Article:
A look at the Auditor General’s annual audit of the Makana municipality over the past few years reveals numerous defects. Ratepayers can be justifiably incensed by the misuse of the Municipal
Infrastructure grant and the deflection of payments for electricity to pay accounts other than Eskom’s.
Local unemployment is tragically high and in South Africa as a whole some nine million people lack paid work. Seen in this context, a municipality like ours, unionised workers included, is a salaried elite stealing from ratepayers and from the poor.
From the first of April, the Public Audit Amendment Act 5 of 2018 becomes operational.
This permits the Auditor General to do the following: to refer suspected material irregularities arising from an audit to a relevant public body for investigation; to take appropriate remedial action; to issue a certificate of debt where an accounting officer or accounting authority failed to recover losses from a responsible person and to instruct the relevant executive authority to collect the debt.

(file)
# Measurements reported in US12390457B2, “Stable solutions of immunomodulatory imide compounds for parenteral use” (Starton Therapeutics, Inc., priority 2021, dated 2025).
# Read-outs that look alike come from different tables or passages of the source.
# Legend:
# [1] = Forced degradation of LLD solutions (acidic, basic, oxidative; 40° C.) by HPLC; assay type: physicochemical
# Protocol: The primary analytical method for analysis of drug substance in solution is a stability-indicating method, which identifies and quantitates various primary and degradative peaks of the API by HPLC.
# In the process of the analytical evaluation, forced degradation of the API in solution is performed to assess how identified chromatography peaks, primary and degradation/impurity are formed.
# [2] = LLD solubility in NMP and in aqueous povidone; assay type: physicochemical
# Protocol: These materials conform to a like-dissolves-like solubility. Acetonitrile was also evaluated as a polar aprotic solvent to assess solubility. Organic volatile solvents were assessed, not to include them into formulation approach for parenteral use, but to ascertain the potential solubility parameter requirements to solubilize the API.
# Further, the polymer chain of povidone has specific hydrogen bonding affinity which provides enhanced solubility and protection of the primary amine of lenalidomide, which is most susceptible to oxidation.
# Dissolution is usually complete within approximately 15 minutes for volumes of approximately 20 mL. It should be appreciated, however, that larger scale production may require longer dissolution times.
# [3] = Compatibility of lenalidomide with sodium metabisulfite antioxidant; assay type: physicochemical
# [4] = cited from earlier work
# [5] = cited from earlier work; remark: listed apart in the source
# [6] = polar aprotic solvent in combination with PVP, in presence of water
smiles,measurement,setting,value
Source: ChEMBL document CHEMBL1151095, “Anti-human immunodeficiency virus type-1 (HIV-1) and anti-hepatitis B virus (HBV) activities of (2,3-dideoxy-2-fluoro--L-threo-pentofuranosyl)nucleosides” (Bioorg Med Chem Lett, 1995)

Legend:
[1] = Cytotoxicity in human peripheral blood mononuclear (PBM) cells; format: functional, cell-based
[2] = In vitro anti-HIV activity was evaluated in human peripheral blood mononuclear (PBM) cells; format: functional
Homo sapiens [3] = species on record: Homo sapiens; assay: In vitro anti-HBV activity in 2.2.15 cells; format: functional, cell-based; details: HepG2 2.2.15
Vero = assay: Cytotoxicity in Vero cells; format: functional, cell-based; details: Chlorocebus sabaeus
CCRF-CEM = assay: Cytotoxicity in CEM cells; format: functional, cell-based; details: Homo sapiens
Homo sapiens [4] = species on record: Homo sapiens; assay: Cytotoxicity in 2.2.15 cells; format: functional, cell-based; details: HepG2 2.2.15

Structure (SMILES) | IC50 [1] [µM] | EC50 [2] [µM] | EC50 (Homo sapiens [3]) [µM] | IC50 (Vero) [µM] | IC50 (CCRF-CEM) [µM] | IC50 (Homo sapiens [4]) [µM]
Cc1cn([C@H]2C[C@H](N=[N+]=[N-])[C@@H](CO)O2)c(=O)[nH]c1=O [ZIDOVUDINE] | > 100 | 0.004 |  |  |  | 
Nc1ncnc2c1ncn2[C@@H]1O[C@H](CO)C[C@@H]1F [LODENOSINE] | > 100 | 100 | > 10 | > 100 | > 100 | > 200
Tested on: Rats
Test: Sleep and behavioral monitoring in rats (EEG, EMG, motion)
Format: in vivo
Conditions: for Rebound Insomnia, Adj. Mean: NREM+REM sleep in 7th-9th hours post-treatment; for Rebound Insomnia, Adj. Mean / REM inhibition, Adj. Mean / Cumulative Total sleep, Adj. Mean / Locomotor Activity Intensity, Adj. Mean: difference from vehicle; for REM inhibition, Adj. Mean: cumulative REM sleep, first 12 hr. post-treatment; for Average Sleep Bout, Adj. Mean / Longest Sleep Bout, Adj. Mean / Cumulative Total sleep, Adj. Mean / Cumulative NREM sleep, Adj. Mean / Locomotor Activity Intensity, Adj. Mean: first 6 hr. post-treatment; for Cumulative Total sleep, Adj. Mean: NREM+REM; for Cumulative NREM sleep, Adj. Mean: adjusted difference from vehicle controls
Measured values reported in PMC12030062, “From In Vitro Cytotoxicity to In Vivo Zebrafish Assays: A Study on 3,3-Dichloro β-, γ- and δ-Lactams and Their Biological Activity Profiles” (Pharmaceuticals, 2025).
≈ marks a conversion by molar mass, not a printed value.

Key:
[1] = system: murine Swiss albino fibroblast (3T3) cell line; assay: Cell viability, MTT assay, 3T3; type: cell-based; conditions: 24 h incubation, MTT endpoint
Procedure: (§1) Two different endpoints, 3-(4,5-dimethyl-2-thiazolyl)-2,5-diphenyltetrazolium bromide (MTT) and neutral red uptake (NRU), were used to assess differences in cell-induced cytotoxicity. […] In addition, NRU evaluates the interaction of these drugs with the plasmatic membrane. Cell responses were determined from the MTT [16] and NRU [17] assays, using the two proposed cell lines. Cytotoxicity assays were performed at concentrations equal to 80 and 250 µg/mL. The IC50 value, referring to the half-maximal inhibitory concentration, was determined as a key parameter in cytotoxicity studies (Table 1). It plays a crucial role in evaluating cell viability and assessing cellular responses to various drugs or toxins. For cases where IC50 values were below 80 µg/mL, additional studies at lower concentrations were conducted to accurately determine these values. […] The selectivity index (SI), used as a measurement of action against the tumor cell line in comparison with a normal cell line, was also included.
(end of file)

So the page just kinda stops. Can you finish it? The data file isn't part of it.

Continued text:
Ratepayers and civil society activists are urged to read the next Auditor General’s report, available online, and to ensure that remedial action is taken in the case of what auditors coyly refer to as ‘irregularities’.
If this means that the Auditor General refers local irregularities to the Hawks, and that individual municipal employees and councilors are held personally responsible to pay for misspent funds, then so be it.